New technology at Anglo Printers has allowed the firm to adapt its business into new sectors


When the pandemic hit, Padraic Kierans at Anglo Printers knew that some aspect of the business had to change. Commercial was flat and showing no signs of improvement and so the firm decided that investment in technology to allow for entry into other markets was the only way to weather the storm. The first step was to engage an accountancy team to carry out a financial analysis of the business. “That was very helpful as we had been trying to figure out what direction the business was headed in. We knew we didn’t want to fundamentally change everything, but felt that we needed to find a growth area or niche that we could latch onto outside of what we were already doing,” said Padraic, Managing Director at the firm. Once the financial planning was complete, the firm was eligible for the Sustaining Enterprise Fund. This was a tripartite investment, says Padraic, with finance coming from Enterprise Ireland, Bank of Ireland and Anglo itself. “Between the three of us, we were able to come up with the funds for several pieces of new equipment which has left us in a very strong position.”

With two existing B1 Komori presses on the floor, the firm’s presence in the packaging sector was already established. “In saying that, we weren’t really going after that market in any significant way. Although we already had a very good B1 die cutter, we decided to invest in an Easymatrix 106 B1 die cutter and also added a Roland 800 carton gluer, which was supplied by Portman Graphics. That meant that now we could print, die cut and glue any carton sleeves or boxes for the packaging sector in-house.” Adding a finishing arm to the business quickly opened a lot of doors, says Padraic. “We realised there was an appetite for this sector. Last month it accounted for about 20% of our overall revenue and that figure is only going up. At this moment in time, both B1 presses and both die cutters are busy with packaging. That’s a good omen for us going forward.” Investment in technology didn’t stop there; Anglo also purchased a Heidelberg filing machine, converted by B&H Engineers in the UK along with a Muller Martini Saddle Stitcher. The latter will, says Padraic, come into its own once the commercial market recovers. “When we get back to stronger levels, we’ll be able to offer better productivity and increased speed of service. It gives us more options in terms of flexibility thanks to its eight stations, which increase speed of output by about 40%.” The converted Heidelberg machine allows the firm to add foil to any of its packaging products. “We’re now able to add more finishes and add value to the end product. That’s a new element that’s growing for us.”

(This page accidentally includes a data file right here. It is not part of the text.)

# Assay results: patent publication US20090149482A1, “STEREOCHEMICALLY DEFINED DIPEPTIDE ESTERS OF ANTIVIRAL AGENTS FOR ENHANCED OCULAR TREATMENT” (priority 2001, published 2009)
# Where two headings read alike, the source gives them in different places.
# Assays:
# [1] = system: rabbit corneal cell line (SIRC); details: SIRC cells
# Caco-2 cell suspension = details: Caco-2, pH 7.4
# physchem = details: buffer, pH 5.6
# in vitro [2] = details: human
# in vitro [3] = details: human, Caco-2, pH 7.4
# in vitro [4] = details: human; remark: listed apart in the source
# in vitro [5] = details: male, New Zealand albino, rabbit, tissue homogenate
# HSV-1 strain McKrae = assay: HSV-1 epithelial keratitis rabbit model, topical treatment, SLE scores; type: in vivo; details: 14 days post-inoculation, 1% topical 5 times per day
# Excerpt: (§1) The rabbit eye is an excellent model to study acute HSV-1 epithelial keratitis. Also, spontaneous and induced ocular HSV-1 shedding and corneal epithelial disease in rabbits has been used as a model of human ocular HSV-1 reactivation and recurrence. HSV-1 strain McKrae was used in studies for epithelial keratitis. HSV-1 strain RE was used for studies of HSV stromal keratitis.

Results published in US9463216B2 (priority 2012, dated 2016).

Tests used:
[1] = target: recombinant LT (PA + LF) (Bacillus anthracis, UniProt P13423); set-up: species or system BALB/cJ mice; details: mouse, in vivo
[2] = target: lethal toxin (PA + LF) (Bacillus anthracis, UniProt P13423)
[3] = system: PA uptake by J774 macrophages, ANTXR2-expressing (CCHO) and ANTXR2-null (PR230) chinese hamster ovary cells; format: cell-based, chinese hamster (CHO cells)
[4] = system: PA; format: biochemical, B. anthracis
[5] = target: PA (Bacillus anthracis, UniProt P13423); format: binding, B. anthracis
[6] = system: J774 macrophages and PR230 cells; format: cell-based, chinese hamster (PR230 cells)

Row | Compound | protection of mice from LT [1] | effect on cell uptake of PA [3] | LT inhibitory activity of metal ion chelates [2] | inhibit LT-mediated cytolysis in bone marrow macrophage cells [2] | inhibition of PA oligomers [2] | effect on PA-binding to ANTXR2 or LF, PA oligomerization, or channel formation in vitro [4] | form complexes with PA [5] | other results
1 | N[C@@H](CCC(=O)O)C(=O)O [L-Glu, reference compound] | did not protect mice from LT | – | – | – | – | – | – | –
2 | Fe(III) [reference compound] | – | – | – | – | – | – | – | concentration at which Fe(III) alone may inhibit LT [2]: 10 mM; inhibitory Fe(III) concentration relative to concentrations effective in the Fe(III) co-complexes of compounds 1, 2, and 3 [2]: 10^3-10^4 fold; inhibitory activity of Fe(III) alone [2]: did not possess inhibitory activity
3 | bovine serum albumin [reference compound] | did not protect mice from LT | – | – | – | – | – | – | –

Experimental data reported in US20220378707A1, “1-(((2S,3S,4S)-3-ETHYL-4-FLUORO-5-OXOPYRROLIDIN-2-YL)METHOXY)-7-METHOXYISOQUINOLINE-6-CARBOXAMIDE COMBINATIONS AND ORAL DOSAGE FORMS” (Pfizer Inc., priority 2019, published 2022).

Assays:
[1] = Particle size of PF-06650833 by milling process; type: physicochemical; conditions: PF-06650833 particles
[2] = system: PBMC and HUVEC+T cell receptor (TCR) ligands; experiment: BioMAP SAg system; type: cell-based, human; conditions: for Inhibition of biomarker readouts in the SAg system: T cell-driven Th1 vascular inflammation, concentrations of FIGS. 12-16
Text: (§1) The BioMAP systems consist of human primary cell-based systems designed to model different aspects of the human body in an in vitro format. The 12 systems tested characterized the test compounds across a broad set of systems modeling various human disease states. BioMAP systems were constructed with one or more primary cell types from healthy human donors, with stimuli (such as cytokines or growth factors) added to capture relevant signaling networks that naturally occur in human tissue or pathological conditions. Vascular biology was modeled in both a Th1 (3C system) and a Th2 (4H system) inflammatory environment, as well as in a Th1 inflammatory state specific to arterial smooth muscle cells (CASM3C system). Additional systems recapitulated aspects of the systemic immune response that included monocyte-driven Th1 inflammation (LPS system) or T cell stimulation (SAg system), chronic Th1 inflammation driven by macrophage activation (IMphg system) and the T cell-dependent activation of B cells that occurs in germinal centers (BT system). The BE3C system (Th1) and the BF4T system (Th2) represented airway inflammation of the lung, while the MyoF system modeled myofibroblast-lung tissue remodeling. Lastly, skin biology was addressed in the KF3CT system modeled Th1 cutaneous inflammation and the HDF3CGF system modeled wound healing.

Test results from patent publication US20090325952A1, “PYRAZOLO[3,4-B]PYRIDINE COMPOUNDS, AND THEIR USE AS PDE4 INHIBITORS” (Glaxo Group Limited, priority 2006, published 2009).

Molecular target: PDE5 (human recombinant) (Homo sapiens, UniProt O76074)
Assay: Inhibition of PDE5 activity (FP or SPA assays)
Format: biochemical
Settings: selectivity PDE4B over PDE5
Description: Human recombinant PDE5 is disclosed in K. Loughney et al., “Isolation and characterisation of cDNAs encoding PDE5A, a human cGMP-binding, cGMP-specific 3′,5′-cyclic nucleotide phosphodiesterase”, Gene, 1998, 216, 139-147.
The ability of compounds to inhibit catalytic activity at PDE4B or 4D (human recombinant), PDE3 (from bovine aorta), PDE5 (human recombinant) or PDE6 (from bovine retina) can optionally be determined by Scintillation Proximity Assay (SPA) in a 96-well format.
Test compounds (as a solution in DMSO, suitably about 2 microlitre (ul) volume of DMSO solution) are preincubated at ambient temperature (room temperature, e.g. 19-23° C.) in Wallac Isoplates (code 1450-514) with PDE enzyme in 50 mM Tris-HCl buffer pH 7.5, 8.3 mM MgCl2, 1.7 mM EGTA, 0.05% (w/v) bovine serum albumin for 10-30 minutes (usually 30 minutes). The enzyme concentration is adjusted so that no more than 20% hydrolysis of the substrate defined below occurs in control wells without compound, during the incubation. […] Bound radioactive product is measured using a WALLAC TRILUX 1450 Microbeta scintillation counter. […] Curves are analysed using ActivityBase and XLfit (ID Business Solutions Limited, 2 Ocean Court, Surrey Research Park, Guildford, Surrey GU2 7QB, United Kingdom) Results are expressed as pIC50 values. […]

Investment has also gone into Anglo HQ, resulting in additional workspace. “During Covid, it was obviously a less busy time so we decided to structurally look at everything and see how we could add more workspace. We transferred most of our digital department onto a new 4,000 sq ft mezzanine floor, which freed up space on the ground level and allowed us to put in extra packaging equipment.” Anglo’s ‘Covid-19’ online store encouraged the firm to take a closer look at its overall web offering. “Once we created our Covid webshop, we set about completely reimagining our web presence. We now have a fully integrated web offering, which is linked back to our MIS. That has been another very positive outcome from Covid. Our new business development manager is also driving new business and has proved very successful so far.”

New technology at Anglo has placed the firm in an excellent position; right now it can take advantage of the thriving packaging sector and once commercial comes back up, it’ll be full steam ahead. “It’s exciting in a time that’s very challenging. You’re flipping between the opportunities that are presenting themselves in some parts of the industry and weaknesses in other parts. One day is great, the next not so much.” Traditionally, about 30% of Anglo’s business would derive from events. “Until we see a significant resumption of events, I think commercial print will remain weak. It can be frustrating when you see the rest of the world moving a lot quicker than us. I know it’s a balance and I understand it, but I also understand that over 90% of the adult population has had at least one jab. There has to be a bonus for the vaccinated and that should be the opening up of the economy and sectors to bring people back to events. That whole industry, whether it’s arts or music or sports, hasn’t been treated fairly and doesn’t have as strong a lobby as some other sectors. If the vaccinations are working, then we have to learn to live with Covid.”

The firm has managed to retain all its team, despite Covid. “Our staff have been amazingly resilient right through the pandemic. They’ve stuck with us and we’re extremely grateful to them. I would be very optimistic in terms of the opportunities that are developing for us. I firmly believe it’s a matter of riding out the storm and getting to the other side. The problem is that it’s hard to determine how far away the other side is.” Since Covid hit, a large proportion of print firms have pivoted their business to reflect what’s happened in the economy and should, says Padraic, be commended for that. “There are some great leaders in our industry that have managed to turn their ships in different directions and take advantage of any new circumstances that have arose. In a very challenging time, they have shown leadership; now’s the time to open up the economy to allow the sector to begin growing once again.”